Now with 11 acts and artists confirmed to perform so far (Feist was most recently announced for a tribute to Leonard Cohen), this year’s Junos broadcast on Sunday, April 2, promises to be one of the biggest in the award ceremony’s history.
From emerging artists like Ruth B to established acts like Sarah McLachlan and Billy Talent, there’s something for every music fan, and there are also a lot of great opportunities to discover exciting, new-to-you artists for your earbuds — to punch up your playlists or add to your record collection, or scope out for when their tours come to your hometown.
Think of the live Junos broadcast as an opportunity to survey just a little bit more of the country’s music scene, its depth and breadth, and then keep checking back daily as CBC Music posts its handy three-song primers for each artist and band, as well as a few quotes to help deepen your appreciation of all these great musicians.
A Tribe Called Red
The electronic artists co-created their sound, powwow-step, with former bandmate Dan “DJ Shub” General, breaking new ground by crafting vibrant beats and a boldly reimagined universe of soundscapes that push us forward by pulling the past into the present. It’s music that pulses with life, it’s party past the sunrise kind of music, but it’s also urgent and political and all about the people. It’s dance music for decolonization.
A Tribe Called Red is Ian “Deejay NDN” Campeau, Bear Witness and Tim “2oolman” Hill, and since their self-titled 2012 debut, the group has enjoyed a dizzying amount of success, which has only strengthened their position as cultural leaders. They are outspoken, thought-provoking critics of Canada, Indigenous rights and the music industry, and have collaborated with high profile artists such as Buffy Sainte-Marie, Tanya Tagaq, Angel Haze and Das Racist.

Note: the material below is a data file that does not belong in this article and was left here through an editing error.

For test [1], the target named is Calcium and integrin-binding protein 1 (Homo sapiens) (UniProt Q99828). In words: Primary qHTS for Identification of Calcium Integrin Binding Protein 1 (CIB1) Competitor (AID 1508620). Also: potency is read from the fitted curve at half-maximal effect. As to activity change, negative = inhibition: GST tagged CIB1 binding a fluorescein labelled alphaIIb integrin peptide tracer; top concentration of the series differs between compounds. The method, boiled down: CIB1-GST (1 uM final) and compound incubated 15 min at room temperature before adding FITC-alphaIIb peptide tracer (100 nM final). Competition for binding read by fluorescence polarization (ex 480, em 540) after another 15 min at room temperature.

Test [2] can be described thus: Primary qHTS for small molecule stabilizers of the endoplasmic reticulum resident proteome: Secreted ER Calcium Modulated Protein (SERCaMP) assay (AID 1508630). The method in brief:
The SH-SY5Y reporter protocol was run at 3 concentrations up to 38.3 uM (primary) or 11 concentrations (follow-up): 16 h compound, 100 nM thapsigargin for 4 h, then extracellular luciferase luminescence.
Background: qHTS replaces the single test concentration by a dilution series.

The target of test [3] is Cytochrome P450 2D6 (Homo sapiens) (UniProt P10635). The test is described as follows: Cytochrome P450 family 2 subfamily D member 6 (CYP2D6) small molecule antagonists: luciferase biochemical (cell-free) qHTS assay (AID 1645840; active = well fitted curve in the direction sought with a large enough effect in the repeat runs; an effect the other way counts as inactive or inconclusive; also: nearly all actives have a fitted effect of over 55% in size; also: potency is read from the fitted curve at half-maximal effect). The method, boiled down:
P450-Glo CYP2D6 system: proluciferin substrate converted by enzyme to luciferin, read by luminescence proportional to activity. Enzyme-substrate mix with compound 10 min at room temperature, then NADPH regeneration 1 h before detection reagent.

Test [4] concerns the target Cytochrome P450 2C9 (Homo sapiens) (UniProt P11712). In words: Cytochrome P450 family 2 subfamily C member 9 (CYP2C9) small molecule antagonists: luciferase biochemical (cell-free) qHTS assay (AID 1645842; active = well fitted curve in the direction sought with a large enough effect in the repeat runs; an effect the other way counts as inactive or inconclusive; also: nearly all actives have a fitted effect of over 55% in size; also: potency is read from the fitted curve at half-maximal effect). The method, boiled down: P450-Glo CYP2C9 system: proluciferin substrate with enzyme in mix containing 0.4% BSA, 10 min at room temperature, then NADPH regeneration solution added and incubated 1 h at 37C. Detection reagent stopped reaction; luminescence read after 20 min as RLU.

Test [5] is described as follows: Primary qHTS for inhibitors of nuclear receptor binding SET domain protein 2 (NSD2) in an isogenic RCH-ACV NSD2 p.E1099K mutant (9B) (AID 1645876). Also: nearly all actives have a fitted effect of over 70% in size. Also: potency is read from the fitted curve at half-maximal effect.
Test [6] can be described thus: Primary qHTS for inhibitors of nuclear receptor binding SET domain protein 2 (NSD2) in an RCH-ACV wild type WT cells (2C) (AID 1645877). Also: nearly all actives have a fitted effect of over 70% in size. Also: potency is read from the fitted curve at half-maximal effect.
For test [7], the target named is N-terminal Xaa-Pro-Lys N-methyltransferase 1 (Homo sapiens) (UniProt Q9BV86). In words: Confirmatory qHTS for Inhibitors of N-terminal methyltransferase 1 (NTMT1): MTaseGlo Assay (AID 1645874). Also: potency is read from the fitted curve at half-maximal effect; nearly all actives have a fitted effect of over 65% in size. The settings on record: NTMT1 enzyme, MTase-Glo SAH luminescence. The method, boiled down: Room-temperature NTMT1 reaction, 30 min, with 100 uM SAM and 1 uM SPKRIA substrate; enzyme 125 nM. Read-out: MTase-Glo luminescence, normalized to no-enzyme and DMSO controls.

ATCR also won a Juno in 2014 for breakthrough group of the year, and this year they’re nominated for three awards including electronic album of the year for their 2016 release, We Are the Halluci Nation. Below are three essential songs that provide a bit of shape and context to the band’s evolving sound, as well as some quotes and interview excerpts to help you get to know the real ATCR.
Song: “Electric Pow Wow Drum”
Album: A Tribe Called Red (2012)
Bear Witness on politics & party music (Now Toronto, 2013)
"I was raised in a hardcore activist environment. My mom is seriously political and was part of the American Indian Movement in the 70s. But by the time I was in my late teens, I was burnt out. I felt like I was banging my head against a wall. I said, ‘Forget this, I just want to party and forget about all this stuff I've had to deal with my whole life.' I became a full-on raver kid for years, and that's how I got into DJing.
"Somewhere along the way, though, I started to realize that you could do both. You can get people when their backs are down. You get people when they're not looking for or expecting a fight. You get them when they're having a good time."
Album: Nation II Nation (2013)
Ian Campeau on his decision to strip his DJ sets of misogynistic and racist music (Unreserved, 2016):
"Playing specific artists who [are] known to [have] been misogynistic or have been harmful to women, I just chose not to promote them anymore… I try to not listen to any music that's oppressive in any sort of way, which gets really, really tough when you start realizing all of your heroes are not exactly what they appear."
Song: “Stadium Pow Wow”
Album: We Are the Halluci Nation (2016)
Ian Campeau (aka Deejay NDN) on ending oppression (CultMontreal.com, 2016):
“The hierarchy of race was man-made, which means it can be un-made. Same with misogyny, same with any oppressive ideas that people hold onto. Once we start addressing ideas like this is when we can start ending the oppression.”
Hang out with me on Twitter: @_AndreaWarner
More to explore: